A stock exchange is an organized marketplace or facility that brings buyers and sellers together and facilitates the sale and purchase of stocks.
The only stock exchange operating in the country is the Philippine Stock Exchange, Inc. (PSE). It makes sure that trading transactions are done in an efficient, orderly, fair, and transparent manner. It enforces rules and regulations that its publicly listed companies and trading participants must strictly abide by. In this way, the PSE fulfills its function as the “guardian” of the Philippine stock market.
Investors, also referred to as stockholders or shareholders are those who own shares of stock of a publicly listed company. They are accorded certain privileges like the right to fair and equal treatment, the right to vote and exercise-related rights, and the right to receive dividends and other benefits due to stockholders. They are classified as either retail or institutional, and local or foreign.
A stockbroker or trading participant is licensed by the Securities and Exchange Commission (SEC) and is entitled to trade at the Exchange. They act as an agent between a buyer and seller of stocks in the market. For their services as stockbrokers, they receive from their clients either a buying or a selling commission.
The PSE originally issued 184 trading rights. To date, the PSE has 131 active stock brokerage houses.
The representatives (licensed salesmen) of these accredited stockbrokers convene daily, at certain specified hours, on the “trading floor” of the exchange, where they sell and buy shares of stocks for the account of their clients. They execute orders in the market to the greatest possible advantage of their customers, by buying at the lowest possible price or by selling at the highest possible price.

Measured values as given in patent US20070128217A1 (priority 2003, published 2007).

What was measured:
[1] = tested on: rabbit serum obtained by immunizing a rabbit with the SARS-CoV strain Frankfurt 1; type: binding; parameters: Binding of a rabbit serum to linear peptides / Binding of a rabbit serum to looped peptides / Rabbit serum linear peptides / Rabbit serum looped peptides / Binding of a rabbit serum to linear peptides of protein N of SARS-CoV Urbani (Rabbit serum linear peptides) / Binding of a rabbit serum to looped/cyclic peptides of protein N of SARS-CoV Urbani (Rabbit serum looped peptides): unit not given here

There are two (2) types of stockbrokers:
• Traditional – those who assign a licensed salesman to handle your account and to take your orders via a written instruction or a phone call
• Online – those whose main interface is the internet where clients execute their orders and access market information online
Listed companies, also called “issuers”, are those whose shares of stock are traded on the Exchange. These companies qualified with the stringent listing and reportorial requirements of the PSE, and have gone through an initial public offering (IPO) or listing by way of introduction.
Securities Clearing Corporation of the Philippines (SCCP)
The SCCP is a wholly owned subsidiary of the Exchange. It was established to ensure the orderly settlement of equity trades executed at the PSE. The SCCP uses the Central Clearing and Central Settlement (CCCS) system purchased from the Capital Markets Co. (CAPCO) of Belgium.
SCCP is responsible for establishing the cash and securities liabilities and entitlements of its clearing members, synchronizing the settlement of funds and the transfer of securities based on the delivery-versus-payment model or multilateral net settlement; guaranteeing the settlement of trades in the event of a trading participant’s trade default in order to ensure the finality and irrevocability of all Exchange trades through its fails management procedures; implementing appropriate risk management measures in order to mitigate risks inherent in the clearing and settlement of Exchange trades and the maintenance and administration of the Clearing and Trade Guarantee Fund (CTGF).
Philippine Depository and Trust Corp. (PDTC)
The PDTC acts as securities depository or “custodian” of listed shares of stock that are traded at the PSE. It was organized to establish a central depository in the Philippines and to implement scriptless trading.
The PDTC performs the book-entry transfer of securities:
1. From the seller’s to buyer’s accounts during the settlement of Exchange trades;
2. From one PDTC participant to another per client instruction, and;
3. From lender’s to borrower’s account for loan transactions.
The settlement banks accept deposits of funds for payment of securities bought, confirm payments of due clearing obligations to SCCP, debt buyer’s cash account and credit seller’s cash account during settlement, and receive and/or return cash collateral put up by clearing members to cover their daily trade negative exposures.
The stock transfer agent is considered the “official keeper” of the corporate shareholder records. The stock transfer agents provide the issuer or the listed company with a list of holders of its securities. They affect the transfer of beneficial ownership and process corporate actions like stock or cash dividends, stock rights, stock splits, and collation of proxy forms.